Traditional business was seen as delivering the products, achieving the objectives and maximising profit as an end. This pursuit has had large costs to the world as we have seen a decay in the ethics and morality of professionals battling with the already complicated and evolving nature of doing business.
The traditional way of operation was widely criticised due to its objective-oriented focus and the repercussions it had. As leaders of highereducation schools, we were spectators to some of these events and acknowledged that most of these problems were deeply rooted. There was space for improvement, there was a need for change. But what was our role?
Five years ago, one of our students approached me while we were working on his thesis subject. He explained his sideline project was based on building a low-cost electricity generating machine made from affordable basic materials that could be provided to rural areas where electricity was an issue.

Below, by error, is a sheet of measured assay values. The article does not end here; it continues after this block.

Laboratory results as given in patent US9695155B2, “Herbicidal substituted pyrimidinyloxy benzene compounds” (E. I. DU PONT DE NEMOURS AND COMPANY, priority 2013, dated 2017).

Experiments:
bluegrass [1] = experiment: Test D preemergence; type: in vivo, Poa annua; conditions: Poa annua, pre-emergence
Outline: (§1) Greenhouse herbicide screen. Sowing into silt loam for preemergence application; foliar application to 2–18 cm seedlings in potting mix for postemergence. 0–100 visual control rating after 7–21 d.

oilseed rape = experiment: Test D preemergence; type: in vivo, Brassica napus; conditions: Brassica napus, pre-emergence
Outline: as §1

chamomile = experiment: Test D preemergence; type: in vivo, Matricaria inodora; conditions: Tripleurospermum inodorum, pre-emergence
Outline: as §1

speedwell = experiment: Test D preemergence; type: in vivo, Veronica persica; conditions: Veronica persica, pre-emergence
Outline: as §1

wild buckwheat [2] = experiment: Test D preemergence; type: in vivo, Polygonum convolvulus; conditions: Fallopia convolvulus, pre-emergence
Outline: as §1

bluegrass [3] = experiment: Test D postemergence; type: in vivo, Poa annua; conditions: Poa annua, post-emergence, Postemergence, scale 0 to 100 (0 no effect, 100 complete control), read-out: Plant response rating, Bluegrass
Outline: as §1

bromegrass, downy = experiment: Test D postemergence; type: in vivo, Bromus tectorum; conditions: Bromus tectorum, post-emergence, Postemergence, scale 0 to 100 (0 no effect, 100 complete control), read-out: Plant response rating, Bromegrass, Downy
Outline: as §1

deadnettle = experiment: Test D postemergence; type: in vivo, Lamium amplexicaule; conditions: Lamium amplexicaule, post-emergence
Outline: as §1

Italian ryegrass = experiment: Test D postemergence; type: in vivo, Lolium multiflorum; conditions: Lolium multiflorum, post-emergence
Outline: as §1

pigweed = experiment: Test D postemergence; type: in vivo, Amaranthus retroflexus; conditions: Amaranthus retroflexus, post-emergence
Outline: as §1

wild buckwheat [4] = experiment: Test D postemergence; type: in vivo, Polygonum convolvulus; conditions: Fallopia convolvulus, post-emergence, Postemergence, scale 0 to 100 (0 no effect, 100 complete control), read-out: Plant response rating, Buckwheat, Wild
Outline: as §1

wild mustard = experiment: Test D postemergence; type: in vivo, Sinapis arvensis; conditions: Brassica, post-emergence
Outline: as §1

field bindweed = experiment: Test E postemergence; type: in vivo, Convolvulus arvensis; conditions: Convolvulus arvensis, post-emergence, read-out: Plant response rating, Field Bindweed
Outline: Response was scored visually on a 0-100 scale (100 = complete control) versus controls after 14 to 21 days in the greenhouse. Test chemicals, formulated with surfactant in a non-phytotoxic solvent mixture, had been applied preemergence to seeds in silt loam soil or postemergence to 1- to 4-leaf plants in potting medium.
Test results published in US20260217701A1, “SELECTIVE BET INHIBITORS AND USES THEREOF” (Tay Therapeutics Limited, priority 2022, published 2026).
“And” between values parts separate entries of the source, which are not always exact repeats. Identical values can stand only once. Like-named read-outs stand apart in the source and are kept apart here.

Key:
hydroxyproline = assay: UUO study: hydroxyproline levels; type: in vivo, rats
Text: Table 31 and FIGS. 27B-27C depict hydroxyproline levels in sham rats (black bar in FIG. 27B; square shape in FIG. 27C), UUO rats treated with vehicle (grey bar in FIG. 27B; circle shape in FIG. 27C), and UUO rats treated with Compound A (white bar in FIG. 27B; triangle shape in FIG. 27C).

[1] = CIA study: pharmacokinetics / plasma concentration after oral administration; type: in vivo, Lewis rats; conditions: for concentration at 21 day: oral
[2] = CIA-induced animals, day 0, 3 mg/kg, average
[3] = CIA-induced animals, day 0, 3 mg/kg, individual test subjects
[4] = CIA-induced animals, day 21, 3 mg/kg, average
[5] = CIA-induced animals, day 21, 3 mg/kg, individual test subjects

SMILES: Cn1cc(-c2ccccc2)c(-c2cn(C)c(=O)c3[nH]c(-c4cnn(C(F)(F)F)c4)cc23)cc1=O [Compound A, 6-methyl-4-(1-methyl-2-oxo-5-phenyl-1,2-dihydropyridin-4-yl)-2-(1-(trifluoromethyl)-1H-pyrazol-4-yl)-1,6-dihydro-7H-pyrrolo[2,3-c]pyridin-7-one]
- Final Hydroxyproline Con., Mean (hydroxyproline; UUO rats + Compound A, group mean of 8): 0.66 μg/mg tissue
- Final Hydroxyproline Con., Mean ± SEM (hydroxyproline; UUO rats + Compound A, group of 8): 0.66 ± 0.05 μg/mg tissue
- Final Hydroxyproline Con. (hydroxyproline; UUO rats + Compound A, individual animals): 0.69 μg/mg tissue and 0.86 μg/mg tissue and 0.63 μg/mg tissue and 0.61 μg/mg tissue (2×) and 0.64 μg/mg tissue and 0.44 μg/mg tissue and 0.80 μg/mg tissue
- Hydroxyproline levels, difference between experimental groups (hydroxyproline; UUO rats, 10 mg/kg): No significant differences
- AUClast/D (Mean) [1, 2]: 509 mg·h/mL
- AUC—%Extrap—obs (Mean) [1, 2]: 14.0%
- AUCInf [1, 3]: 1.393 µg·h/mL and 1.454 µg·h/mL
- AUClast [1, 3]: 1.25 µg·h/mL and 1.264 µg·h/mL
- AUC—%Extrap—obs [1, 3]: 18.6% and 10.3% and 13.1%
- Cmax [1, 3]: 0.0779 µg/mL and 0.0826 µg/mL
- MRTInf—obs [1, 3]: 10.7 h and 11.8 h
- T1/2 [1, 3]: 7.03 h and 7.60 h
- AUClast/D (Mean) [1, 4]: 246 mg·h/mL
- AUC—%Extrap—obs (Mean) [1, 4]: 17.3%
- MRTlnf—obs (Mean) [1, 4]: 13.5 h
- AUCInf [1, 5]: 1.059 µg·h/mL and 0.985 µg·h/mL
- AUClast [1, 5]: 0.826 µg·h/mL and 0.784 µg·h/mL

As I saw the development of his project, as well as his growth as a professional, two things impacted me: first, how a sustainability project could also be a profitable business and second his commitment, endurance and will to make a contribution to aid people in need with nothing more than his wits and creativity.
This was an important lesson for me: that there is no age too late to learn; and that sustainability is no longer an issue to be addressed by specific businesses. Sustainability is a concern that requires action from every living person.
Leaders of today and tomorrow need to think of how to satisfy the needs of the world with goods that have a value-driven purpose without ever forgetting those in need of help. Organisations need to operate with respect and care for the human dignity of their workers with the same care and attention as they do for their customers as they create a system of equitable wealth distribution.
Our role as educators has acquired an even stronger meaning: we are one of the main sources to transmit such a message. This leads me to another thought: the way sustainable solutions are required for normal problems.